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J Neurophysiol. 2018 May 1;119(5):1699-1706. doi: 10.1152/jn.00424.2017. Epub 2018 Jan 31.

Reciprocal inhibition between motor neurons of the tibialis anterior and triceps surae in humans.

Author information

1
Pain Clinic, Center for Anesthesiology, Emergency and Intensive Care Medicine, University Hospital Göttingen , Göttingen , Germany.
2
Department of Clinical and Experimental Sciences, University of Brescia , Brescia , Italy.
3
Clinic for Trauma Surgery, Orthopedics and Plastic Surgery, University Medical Center Göttingen , Göttingen , Germany.
4
Department of Bioengineering, Imperial College London , London , United Kingdom.

Abstract

Motor neurons innervating antagonist muscles receive reciprocal inhibitory afferent inputs to facilitate the joint movement in the two directions. The present study investigates the mutual transmission of reciprocal inhibitory afferent inputs between the tibialis anterior (TA) and triceps surae (soleus and medial gastrocnemius) motor units. We assessed this mutual mechanism in large populations of motor units for building a statistical distribution of the inhibition amplitudes during standardized input to the motor neuron pools to minimize the effect of modulatory pathways. Single motor unit activities were identified using high-density surface electromyography (HDsEMG) recorded from the TA, soleus (Sol), and medial gastrocnemius (GM) muscles during isometric dorsi- and plantarflexion. Reciprocal inhibition on the antagonist muscle was elicited by electrical stimulation of the tibial (TN) or common peroneal nerves (CPN). The probability density distributions of reflex strength for each muscle were estimated to examine the strength of mutual transmission of reciprocal inhibitory input. The results showed that the strength of reciprocal inhibition in the TA motor units was fourfold greater than for the GM and the Sol motor units. This suggests an asymmetric transmission of reciprocal inhibition between ankle extensor and flexor muscles. This asymmetry cannot be explained by differences in motor unit type composition between the investigated muscles since we sampled low-threshold motor units in all cases. Therefore, the differences observed for the strength of inhibition are presumably due to a differential reciprocal spindle afferent input and the relative contribution of nonreciprocal inhibitory pathways. NEW & NOTEWORTHY We investigated the mutual transmission of reciprocal inhibition in large samples of motor units using a standardized input (electrical stimulation) to the motor neurons. The results demonstrated that the disynaptic reciprocal inhibition exerted between ankle flexor and extensor muscles is asymmetric. The functional implication of asymmetric transmission may be associated with the neural strategies of postural control.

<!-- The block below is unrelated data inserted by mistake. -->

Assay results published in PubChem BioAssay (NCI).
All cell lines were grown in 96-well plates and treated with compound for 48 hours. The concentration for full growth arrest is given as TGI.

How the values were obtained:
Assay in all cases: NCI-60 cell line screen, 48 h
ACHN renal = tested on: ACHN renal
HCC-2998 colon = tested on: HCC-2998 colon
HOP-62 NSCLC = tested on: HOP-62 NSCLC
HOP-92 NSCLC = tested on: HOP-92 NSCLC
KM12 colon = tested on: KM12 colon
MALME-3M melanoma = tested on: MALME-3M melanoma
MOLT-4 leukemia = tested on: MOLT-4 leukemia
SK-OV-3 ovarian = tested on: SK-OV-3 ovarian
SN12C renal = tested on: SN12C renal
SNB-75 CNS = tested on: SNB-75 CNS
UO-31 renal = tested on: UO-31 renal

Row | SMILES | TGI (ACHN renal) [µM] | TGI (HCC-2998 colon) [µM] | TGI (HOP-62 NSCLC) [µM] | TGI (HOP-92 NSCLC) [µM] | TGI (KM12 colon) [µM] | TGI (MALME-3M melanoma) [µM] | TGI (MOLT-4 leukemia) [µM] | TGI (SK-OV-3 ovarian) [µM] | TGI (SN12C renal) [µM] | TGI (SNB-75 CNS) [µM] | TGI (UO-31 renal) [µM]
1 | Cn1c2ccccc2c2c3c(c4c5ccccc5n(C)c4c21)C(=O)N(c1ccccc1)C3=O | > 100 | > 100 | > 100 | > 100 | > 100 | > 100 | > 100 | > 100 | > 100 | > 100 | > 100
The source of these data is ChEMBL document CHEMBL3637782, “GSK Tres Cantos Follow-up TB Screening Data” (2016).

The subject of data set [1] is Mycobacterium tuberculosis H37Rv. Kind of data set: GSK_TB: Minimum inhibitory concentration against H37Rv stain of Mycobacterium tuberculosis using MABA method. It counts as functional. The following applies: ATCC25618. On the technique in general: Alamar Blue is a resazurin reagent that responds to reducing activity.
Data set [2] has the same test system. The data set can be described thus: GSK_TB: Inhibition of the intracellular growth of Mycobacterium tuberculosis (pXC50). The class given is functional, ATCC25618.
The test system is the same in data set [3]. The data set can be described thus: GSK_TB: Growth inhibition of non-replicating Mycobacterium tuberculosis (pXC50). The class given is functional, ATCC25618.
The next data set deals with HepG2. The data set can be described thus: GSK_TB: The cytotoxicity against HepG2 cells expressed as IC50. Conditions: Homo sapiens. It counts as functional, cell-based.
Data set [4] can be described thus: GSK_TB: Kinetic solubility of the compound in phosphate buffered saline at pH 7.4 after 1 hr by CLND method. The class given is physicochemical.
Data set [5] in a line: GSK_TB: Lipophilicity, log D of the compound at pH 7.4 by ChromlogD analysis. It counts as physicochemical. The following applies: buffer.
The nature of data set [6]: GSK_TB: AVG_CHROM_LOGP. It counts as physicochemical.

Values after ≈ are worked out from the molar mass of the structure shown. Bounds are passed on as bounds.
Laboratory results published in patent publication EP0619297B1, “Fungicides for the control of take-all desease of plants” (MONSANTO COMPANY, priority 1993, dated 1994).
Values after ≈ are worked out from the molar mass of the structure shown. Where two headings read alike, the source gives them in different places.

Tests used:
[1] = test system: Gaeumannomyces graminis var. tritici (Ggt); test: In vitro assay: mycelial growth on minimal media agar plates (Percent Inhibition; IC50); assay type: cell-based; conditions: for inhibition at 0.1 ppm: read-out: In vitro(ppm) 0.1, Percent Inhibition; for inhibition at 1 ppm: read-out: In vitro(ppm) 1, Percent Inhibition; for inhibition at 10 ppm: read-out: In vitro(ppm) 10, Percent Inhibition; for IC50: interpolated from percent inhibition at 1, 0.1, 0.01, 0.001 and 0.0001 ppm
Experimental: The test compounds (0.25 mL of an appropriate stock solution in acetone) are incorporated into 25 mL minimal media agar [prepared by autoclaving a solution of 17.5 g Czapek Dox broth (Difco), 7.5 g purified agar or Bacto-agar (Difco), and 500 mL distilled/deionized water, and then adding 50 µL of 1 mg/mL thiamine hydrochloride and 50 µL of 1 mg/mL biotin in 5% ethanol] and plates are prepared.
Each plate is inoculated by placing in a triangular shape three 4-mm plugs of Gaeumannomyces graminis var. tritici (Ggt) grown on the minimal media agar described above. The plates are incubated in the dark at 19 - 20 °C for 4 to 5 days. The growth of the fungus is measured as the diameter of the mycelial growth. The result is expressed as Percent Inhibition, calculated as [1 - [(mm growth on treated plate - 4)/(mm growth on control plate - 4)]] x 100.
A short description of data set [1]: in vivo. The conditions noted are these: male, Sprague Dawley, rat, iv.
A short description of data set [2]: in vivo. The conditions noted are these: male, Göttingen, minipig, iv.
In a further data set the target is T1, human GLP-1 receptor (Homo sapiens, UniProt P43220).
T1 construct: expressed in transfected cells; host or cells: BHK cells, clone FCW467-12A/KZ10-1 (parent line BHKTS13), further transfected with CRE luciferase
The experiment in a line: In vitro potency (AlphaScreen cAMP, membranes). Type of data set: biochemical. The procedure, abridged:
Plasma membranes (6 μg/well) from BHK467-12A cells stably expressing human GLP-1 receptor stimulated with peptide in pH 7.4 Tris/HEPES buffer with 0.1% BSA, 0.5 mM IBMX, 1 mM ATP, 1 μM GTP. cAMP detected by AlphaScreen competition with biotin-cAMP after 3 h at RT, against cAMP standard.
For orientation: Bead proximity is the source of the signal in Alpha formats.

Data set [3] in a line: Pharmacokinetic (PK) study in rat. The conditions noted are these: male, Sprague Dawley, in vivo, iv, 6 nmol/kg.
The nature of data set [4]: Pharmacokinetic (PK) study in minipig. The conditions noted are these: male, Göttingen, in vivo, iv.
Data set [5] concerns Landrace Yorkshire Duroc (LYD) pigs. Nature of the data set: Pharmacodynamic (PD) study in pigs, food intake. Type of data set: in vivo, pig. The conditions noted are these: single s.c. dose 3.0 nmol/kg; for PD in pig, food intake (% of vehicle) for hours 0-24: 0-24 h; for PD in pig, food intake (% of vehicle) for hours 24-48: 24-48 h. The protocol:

KEYWORDS:

high-density EMG; reciprocal inhibition; single motor unit; synaptic distribution

PMID:
29384455
DOI:
10.1152/jn.00424.2017
[Indexed for MEDLINE]
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